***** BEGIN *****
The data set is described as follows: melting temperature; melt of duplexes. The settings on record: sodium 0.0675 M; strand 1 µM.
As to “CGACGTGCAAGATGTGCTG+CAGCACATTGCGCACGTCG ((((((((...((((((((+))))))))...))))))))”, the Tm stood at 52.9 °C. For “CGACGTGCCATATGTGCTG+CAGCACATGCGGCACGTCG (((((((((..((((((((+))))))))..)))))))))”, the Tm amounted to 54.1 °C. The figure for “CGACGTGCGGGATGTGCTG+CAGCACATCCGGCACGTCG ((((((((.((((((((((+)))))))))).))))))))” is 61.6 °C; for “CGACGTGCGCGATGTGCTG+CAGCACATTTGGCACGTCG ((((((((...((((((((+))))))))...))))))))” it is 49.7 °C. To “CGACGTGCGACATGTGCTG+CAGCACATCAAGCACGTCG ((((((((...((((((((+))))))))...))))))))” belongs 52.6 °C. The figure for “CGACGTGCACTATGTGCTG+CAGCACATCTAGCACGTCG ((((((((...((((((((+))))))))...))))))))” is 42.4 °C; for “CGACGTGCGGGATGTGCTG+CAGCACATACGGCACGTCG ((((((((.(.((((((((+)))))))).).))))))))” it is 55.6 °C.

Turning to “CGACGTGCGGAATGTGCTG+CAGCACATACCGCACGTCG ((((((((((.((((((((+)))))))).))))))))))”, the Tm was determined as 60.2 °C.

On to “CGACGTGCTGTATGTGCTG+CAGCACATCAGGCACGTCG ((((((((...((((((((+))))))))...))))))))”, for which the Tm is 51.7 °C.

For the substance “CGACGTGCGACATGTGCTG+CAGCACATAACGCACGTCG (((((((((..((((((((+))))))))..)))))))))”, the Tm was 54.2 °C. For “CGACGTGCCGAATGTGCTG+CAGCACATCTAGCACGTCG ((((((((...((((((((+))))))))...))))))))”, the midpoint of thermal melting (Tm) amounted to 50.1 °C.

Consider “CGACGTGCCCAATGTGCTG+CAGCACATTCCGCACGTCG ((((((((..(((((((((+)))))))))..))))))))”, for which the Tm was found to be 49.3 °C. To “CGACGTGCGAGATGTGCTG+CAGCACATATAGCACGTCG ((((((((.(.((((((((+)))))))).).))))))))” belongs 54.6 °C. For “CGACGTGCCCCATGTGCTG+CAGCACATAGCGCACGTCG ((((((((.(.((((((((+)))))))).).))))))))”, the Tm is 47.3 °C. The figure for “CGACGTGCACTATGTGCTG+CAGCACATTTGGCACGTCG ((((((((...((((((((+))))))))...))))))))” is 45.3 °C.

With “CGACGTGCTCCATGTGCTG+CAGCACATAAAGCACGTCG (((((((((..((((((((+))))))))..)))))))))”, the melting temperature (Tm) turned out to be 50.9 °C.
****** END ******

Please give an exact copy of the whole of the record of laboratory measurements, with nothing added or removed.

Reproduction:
The data set is described as follows: melting temperature; melt of duplexes. The settings on record: sodium 0.0675 M; strand 1 µM.
As to “CGACGTGCAAGATGTGCTG+CAGCACATTGCGCACGTCG ((((((((...((((((((+))))))))...))))))))”, the Tm stood at 52.9 °C. For “CGACGTGCCATATGTGCTG+CAGCACATGCGGCACGTCG (((((((((..((((((((+))))))))..)))))))))”, the Tm amounted to 54.1 °C. The figure for “CGACGTGCGGGATGTGCTG+CAGCACATCCGGCACGTCG ((((((((.((((((((((+)))))))))).))))))))” is 61.6 °C; for “CGACGTGCGCGATGTGCTG+CAGCACATTTGGCACGTCG ((((((((...((((((((+))))))))...))))))))” it is 49.7 °C. To “CGACGTGCGACATGTGCTG+CAGCACATCAAGCACGTCG ((((((((...((((((((+))))))))...))))))))” belongs 52.6 °C. The figure for “CGACGTGCACTATGTGCTG+CAGCACATCTAGCACGTCG ((((((((...((((((((+))))))))...))))))))” is 42.4 °C; for “CGACGTGCGGGATGTGCTG+CAGCACATACGGCACGTCG ((((((((.(.((((((((+)))))))).).))))))))” it is 55.6 °C.

Turning to “CGACGTGCGGAATGTGCTG+CAGCACATACCGCACGTCG ((((((((((.((((((((+)))))))).))))))))))”, the Tm was determined as 60.2 °C.

On to “CGACGTGCTGTATGTGCTG+CAGCACATCAGGCACGTCG ((((((((...((((((((+))))))))...))))))))”, for which the Tm is 51.7 °C.

For the substance “CGACGTGCGACATGTGCTG+CAGCACATAACGCACGTCG (((((((((..((((((((+))))))))..)))))))))”, the Tm was 54.2 °C. For “CGACGTGCCGAATGTGCTG+CAGCACATCTAGCACGTCG ((((((((...((((((((+))))))))...))))))))”, the midpoint of thermal melting (Tm) amounted to 50.1 °C.

Consider “CGACGTGCCCAATGTGCTG+CAGCACATTCCGCACGTCG ((((((((..(((((((((+)))))))))..))))))))”, for which the Tm was found to be 49.3 °C. To “CGACGTGCGAGATGTGCTG+CAGCACATATAGCACGTCG ((((((((.(.((((((((+)))))))).).))))))))” belongs 54.6 °C. For “CGACGTGCCCCATGTGCTG+CAGCACATAGCGCACGTCG ((((((((.(.((((((((+)))))))).).))))))))”, the Tm is 47.3 °C. The figure for “CGACGTGCACTATGTGCTG+CAGCACATTTGGCACGTCG ((((((((...((((((((+))))))))...))))))))” is 45.3 °C.

With “CGACGTGCTCCATGTGCTG+CAGCACATAAAGCACGTCG (((((((((..((((((((+))))))))..)))))))))”, the melting temperature (Tm) turned out to be 50.9 °C.